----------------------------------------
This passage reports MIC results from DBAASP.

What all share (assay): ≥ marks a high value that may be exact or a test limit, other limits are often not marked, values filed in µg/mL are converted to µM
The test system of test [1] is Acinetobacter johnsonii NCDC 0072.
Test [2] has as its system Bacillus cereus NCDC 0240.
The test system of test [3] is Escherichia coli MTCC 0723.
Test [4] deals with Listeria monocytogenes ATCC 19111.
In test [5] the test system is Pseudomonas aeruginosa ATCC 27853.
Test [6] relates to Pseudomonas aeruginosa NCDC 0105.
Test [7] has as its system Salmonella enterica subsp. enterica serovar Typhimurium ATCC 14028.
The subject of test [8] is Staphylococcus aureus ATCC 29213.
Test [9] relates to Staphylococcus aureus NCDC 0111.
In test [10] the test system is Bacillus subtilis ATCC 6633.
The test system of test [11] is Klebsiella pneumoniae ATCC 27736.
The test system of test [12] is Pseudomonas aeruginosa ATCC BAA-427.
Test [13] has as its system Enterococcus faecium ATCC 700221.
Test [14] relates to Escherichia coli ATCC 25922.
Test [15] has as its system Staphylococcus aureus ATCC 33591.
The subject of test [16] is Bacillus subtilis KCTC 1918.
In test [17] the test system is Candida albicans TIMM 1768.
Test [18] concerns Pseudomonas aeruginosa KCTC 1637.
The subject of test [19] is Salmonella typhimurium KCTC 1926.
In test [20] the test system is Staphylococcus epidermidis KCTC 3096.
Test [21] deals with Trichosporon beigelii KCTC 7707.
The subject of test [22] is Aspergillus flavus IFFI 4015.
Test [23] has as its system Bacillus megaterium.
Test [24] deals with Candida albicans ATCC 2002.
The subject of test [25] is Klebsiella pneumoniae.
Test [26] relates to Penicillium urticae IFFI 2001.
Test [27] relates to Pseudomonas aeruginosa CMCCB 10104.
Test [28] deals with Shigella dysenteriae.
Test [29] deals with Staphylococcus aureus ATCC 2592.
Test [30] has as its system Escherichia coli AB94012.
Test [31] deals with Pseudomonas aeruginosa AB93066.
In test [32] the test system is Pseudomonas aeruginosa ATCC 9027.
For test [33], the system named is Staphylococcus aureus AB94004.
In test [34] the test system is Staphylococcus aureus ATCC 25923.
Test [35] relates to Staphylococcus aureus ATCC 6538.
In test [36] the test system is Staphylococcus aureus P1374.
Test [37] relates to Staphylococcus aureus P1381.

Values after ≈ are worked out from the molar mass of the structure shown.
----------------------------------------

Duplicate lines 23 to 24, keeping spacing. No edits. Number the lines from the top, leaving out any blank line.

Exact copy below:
Test [21] deals with Trichosporon beigelii KCTC 7707.
The subject of test [22] is Aspergillus flavus IFFI 4015.